|Draft European Communities (Definition of Treaties) (Stabilisation and Association Agreement Between the European Communities and their Member States, and the Former Yugoslav Republic of Macedonia) Order 2002
Mr. Randall: I understand the Under-Secretary's point. However, some Pakistani nationals were killed recently. They cannot be regarded as part of the ethnic problem.
Mr. MacShane: I have read those reports but am not sure whether there was a satisfactory conclusion to the matter. I am happy to find out and write to the hon. Gentleman. Allegations were certainly made that the people involved were not from the Balkans. I accept that there are influences from outside the region and that some people would be better advised to stay at home rather than mix in the affairs of the Balkans.
The amount of European aid for Macedonia between 2000 and 2004 is €193.2 million. Britain is heavily involved, principally through the Department for International Development. The Department is supporting the sector for European integration office within the Government, which is providing training and advice under article 68 of the SAA. Further support to the sector for European integration office in Skopje will include specialist legal training. I do not know whether that will involve a specific Scottish input. Everyone around the world is a huge admirer of Scottish jurisprudence and the contribution that Scottish legal experts can play.
We will provide a briefing for parliamentarians in a one-day session after the new Government have been formed. We will be assisting the Government with a programme of public administration reform, particularly to the general secretariat at the public administration reform unit and the civil servants agency. To some extent, these matters have been put on hold during the electoral process and, of course, until the Ohrid agreement is fully implemented. Parliament was suspended on 18 July, just before the SAA agreement was laid before the House. Most of the laws under the framework and aid agreement were passed by the state, but six remain. The Government's tasks will be to pass the remaining laws and fully implement them.
The countries that have ratified the Macedonia SAA are Austria, Germany, Denmark, Ireland, Netherlands and Sweden. The hon. Member for Tweeddale, Ettrick and Lauderdale asked about the Croatian SAA. Four countries have ratified it; Austria, Denmark, Ireland and Spain.
I was asked about the effect of our strong line on Croatia. To judge by the media reports, it has certainly caused serious ramifications inside Croatian politics.
Column Number: 11The reports depict Britain as a country that insists on compliance with the International Criminal Tribunal for the former Yugoslavia. The Croatian President, Prime Minister and opposition politicians are now reflecting on what to do.
I wish to take advantage of this short debate to say that I am equally concerned about Serbia's failure fully to comply with ICTY on General Mladic and its failure to exert the influence that is necessary on Republika Srpska to deliver the war criminal Karadzic. I shall not point fingers, but the slowness to bring to closure the ICTY proceedings in the Balkans is undoubtedly a severe hindrance to full normalisation of relations with Europe.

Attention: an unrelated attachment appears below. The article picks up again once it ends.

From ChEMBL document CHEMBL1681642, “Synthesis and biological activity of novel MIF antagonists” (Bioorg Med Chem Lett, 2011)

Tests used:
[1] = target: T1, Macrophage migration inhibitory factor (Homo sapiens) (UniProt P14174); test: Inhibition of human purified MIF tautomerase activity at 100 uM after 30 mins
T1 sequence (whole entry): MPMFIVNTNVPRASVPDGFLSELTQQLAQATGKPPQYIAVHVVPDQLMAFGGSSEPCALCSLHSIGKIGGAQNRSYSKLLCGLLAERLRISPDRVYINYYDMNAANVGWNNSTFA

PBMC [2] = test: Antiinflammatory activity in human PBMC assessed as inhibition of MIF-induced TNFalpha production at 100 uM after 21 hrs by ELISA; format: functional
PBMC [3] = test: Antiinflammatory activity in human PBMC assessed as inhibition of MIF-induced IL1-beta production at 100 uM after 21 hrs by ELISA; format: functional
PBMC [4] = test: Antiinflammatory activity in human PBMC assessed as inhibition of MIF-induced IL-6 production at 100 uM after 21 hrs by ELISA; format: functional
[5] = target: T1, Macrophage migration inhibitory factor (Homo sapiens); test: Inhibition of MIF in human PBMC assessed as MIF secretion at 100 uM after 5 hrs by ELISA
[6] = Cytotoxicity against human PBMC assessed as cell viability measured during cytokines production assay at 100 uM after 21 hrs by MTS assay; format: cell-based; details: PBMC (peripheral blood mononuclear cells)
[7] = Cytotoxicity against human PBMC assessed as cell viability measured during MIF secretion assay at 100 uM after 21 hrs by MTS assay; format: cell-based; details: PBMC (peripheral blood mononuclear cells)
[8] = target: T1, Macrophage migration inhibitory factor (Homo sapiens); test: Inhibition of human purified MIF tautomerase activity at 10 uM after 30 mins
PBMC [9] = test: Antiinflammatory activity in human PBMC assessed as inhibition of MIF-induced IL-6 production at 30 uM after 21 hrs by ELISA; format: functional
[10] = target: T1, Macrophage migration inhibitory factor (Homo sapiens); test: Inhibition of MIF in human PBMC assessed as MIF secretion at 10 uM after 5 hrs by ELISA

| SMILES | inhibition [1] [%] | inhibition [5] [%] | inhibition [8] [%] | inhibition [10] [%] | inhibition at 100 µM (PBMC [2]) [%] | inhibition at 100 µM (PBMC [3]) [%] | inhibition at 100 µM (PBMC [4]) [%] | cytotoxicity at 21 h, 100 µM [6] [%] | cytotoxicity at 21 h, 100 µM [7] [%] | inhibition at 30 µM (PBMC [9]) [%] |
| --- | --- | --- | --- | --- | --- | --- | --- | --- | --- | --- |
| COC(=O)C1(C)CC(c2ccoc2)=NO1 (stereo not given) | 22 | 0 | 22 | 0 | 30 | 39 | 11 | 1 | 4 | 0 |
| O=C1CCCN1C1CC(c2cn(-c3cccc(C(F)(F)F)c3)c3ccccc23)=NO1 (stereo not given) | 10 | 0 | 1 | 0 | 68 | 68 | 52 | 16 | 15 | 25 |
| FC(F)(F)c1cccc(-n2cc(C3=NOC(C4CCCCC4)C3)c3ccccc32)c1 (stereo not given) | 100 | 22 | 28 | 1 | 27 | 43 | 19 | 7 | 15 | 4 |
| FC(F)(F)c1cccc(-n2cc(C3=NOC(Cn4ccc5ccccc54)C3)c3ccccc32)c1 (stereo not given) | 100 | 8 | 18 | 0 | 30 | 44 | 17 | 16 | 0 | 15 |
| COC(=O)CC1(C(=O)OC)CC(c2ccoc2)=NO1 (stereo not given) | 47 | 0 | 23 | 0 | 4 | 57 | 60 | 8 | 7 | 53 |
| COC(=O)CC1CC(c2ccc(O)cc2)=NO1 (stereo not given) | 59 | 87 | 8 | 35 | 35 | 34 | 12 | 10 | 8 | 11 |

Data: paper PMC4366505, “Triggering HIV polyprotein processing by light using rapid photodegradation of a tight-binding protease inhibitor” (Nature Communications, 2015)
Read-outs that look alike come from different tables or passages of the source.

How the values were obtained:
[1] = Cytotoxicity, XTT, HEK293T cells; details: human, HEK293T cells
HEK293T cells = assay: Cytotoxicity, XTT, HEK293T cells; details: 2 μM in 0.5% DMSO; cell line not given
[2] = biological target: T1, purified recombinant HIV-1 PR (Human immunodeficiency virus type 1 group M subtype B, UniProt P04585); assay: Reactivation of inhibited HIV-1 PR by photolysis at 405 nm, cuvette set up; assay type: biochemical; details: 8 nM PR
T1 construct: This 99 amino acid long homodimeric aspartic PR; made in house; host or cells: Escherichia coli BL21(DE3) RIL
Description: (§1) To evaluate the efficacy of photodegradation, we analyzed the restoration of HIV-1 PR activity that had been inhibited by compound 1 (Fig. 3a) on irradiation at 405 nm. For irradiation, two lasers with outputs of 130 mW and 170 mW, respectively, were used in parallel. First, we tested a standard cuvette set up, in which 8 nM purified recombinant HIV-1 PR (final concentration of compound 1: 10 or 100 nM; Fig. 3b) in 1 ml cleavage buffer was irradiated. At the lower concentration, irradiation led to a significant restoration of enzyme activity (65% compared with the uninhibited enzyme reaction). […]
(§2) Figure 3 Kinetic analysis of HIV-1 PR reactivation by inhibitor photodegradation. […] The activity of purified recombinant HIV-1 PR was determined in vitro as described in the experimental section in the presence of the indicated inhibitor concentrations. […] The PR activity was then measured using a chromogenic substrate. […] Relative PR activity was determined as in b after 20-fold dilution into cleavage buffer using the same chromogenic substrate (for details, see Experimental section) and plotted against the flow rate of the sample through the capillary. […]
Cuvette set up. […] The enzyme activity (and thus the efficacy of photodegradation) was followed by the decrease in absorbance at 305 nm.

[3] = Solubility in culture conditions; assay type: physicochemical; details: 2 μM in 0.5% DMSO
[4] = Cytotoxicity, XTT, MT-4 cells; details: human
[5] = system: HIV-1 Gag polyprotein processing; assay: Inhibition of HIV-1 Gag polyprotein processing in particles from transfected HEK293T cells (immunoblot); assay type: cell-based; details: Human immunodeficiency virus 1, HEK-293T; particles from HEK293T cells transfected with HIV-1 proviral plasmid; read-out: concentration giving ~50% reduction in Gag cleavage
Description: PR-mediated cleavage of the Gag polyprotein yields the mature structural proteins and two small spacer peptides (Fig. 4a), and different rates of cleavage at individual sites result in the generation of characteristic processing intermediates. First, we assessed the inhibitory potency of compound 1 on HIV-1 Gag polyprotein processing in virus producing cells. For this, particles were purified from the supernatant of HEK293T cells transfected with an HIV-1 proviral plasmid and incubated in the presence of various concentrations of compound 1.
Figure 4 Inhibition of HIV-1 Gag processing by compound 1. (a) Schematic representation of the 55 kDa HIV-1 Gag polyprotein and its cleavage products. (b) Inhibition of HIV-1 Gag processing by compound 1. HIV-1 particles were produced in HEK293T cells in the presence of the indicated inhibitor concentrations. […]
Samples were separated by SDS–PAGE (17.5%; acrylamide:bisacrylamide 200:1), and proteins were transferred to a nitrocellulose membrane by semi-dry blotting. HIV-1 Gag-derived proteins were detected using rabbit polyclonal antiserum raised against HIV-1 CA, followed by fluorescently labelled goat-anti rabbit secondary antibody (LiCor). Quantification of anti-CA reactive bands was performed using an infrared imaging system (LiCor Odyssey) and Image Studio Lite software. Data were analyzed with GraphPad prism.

Those and other matters that hon. Members raised will be discussed at the conference later next month that the Foreign Office has initiated on organised crime in the Balkans. It will be conducted under the joint chairmanship of the Foreign Secretary and the Home Secretary, and key justice and interior ministers and police experts from all the Balkan countries will be attending. Britain has several drug liaison officers and Customs and Excise people at airports who check who comes into the UK. It is well recognised that the whole of the Balkans is a transit route for people who traffic drugs and smuggle cigarettes, arms and so on.
The issue of crime and border access is of the highest priority, and is undoubtedly the biggest stumbling block to visa-free access, which hon. Members discussed. I understand the aspirations of, and look forward to, visa-free contact with the Balkans, but we must put to our new partners their responsibility to stop the high level of criminality that
Column Number: 12overspills into other countries. All who deal with asylum seekers, as many of us do in our surgeries, know that a great number of them are transitted through the Balkans, if not originating from there.
The mandate of Amber Fox will end on 15 December. Our view, as for other parts of the Balkans, is that we are not in the business of keeping troops and international organisations there for ever. Macedonia went through a horribly critical period last year. However, let us not forget that, after the end of communism and the break-up of the former Yugoslavia in the 1990s, Macedonia on the whole stayed out of the terrible conflicts that raged to its north and west. We want to support that more stable Macedonia.
If hon. Members write to me about any points that I have not covered in my remarks, I should be very happy to give them all the details that are required, but, at the end of the day, the Committee agrees that the EU's role as a source of stability is vital to the future peace of the western Balkans. The SAAs are important building blocks for that and the Macedonian agreement that we are discussing will serve as a strong political message of EU support to the wider region and should act as a catalyst for other states. I commend the order to the House.
Question put and agreed to.
Committee rose at five minutes past Eleven o'clock.
The following Members attended the Committee:
The following also attended, pursuant to Standing Order No. 118(2):
|©Parliamentary copyright 2002||Prepared 22 October 2002|